• Stop removing features with each version. Many of the super useful wrist gestures from AW 1.5 were removed in 2.0 removing a lot of functionality and hands free navigation with it. Forget Fitbit, Google should buy MyFitnessPal and incorporate it into Google Fit to fill the void as that app/service is leaps and bounds ahead of everything else out there already. Pixel Watch is a must to showcase the OS and to show faith in it themselves and to give confidence to other OEM's to invest in it again too. AndroidWear has been left to wither for a while but it's still better than Tizen because of Google's integration and IMO Apple's Watch OS thanks to it being so feature closed like iOS. It just needs a good kick-start again starting with this rebrand and hopefully soon the Pixel Watch Lastly they really need to stop so much fragmentation of the OS. With AndroidWear, software updates were few and far between with many watches being left behind on 1.5 or abandoned shortly after 2.0 by manufacturers pulling the plug (Asus)
  • If they buy fitbit, they immidiately get two huge benifits that would make them a serious competitor to Apple: -An entrenched, sizable user base
    -A software platform that is the best in the business Fitbit lacks the scale or the hardware design chops to compete. If Google got behind them, it would be a huge win.
  • I just can't see it personally. Fitbit are doing too well just now to hand over their business and because they're doing so well they'll also come at way too high a price.
  • Just because they are doing well now doesn't mean that they will always be doing well. As GoPro is finding out, it is really hard to scale into a long term business when you only make a few select niche products. GoPro are slowly getting eaten alive by other larger companies making essentially the same product for much less because they are able to manufacture at economies of scale. I think that both Google and FitBit would have a lot to benefit from coming together.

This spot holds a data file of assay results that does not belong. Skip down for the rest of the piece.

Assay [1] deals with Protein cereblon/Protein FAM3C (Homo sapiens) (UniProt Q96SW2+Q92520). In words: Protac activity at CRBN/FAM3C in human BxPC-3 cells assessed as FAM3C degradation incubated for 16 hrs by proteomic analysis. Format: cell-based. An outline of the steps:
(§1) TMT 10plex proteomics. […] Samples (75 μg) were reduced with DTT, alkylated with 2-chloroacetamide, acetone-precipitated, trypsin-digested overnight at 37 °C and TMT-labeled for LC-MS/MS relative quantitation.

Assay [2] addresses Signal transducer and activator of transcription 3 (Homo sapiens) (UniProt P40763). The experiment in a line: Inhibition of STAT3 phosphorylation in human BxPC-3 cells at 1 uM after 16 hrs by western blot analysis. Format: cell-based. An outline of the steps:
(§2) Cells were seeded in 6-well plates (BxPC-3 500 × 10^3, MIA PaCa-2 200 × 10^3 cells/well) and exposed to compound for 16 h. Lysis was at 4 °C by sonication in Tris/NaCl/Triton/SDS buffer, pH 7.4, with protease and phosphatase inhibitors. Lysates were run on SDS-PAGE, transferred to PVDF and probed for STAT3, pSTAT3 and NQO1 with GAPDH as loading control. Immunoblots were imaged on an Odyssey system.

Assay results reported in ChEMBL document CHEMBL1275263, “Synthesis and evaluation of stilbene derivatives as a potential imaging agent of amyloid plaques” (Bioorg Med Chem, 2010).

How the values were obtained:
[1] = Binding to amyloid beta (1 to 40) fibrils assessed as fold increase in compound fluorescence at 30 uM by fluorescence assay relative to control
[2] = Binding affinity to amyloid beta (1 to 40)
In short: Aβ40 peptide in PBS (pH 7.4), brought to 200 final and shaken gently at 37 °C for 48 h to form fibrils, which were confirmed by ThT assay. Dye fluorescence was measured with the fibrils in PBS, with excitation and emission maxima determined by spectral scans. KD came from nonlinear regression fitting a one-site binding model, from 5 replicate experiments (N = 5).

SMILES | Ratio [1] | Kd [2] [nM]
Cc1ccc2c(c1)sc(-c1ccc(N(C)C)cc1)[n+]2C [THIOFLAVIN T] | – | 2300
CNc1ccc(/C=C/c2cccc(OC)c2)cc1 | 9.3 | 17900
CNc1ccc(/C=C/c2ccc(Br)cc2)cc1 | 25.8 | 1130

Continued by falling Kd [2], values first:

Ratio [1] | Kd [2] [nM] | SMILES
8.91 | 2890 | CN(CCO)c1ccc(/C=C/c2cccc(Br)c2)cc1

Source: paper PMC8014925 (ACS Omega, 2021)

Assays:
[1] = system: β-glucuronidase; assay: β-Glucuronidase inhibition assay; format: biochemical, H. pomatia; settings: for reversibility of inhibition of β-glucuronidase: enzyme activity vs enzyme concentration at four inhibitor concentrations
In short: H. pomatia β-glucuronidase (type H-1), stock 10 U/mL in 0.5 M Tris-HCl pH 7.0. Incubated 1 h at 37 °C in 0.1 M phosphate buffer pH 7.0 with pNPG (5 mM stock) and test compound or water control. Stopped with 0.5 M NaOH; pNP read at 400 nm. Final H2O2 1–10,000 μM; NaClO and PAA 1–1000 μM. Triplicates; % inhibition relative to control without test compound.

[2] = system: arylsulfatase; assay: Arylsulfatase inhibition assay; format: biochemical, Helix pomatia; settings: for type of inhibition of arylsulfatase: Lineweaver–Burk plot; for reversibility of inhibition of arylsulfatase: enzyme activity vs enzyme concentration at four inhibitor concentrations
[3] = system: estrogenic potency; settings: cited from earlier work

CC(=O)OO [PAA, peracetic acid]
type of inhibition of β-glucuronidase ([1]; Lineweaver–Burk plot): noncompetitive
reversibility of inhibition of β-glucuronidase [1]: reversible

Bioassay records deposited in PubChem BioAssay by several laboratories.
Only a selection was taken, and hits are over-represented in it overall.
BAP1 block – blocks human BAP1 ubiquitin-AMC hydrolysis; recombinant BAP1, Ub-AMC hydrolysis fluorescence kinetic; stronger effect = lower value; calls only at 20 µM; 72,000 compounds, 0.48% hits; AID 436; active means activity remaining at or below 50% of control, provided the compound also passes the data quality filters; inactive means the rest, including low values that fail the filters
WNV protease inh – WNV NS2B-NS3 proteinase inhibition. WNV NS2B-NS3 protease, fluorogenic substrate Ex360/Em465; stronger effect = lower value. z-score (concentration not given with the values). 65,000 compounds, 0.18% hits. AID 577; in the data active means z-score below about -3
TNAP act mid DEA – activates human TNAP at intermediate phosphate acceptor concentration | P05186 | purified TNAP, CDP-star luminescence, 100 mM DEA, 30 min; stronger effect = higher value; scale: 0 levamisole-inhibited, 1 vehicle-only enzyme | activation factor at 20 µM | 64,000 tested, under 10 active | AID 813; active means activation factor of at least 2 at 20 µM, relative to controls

• Fitbit is doing well? News to me....
  • Exactly. They are struggling mightily. Stock is trading at 5 and change.
  • Less than $15B market cap as well. Would be a cheap way for Google to leap ahead. My spider sense tells me Apple is sniffing around.
  • Agreed. While Tizen may be tighter and more polished, the Android/Google integration with Android Wear is what keeps me using it.
  • What dov1978 said! Stop removing features!
  • I just want the original Huawei Watch updated.
  • I do not have this will happen. The original Huawei Watch was not on the list to get the update to Wear OS last week unfortunately. I like the look of it though
  • Or for Huawei to at least make a decent successor to the first... there's no good reason to upgrade as it stands.
  • I'm still holding on to Android Wear though there is work to be done. I've owned an LG Watch Urbane, Ticwatch E and finally settling on a Huawei Watch 2 Classic. I've enjoyed the baby steps in the improvements that Android Wear is making but it has to speed up. I agree with your comments, especially on Google Fit, which is agonizingly frustrating because it has some good stuff and also lacks on the very basics too. Wear OS and Google Fit need to make a prominent appearance at Google I/O.
  • Stop letting LG be the brand to showcase the OS. Since the first round of watches everything released has been hideous.
  • I'd have to disagree with that. Watch-R, Urbane 2 and LG Watch Sport were all really nice looking in my opinion. Just wish the latter 2 were available here in the UK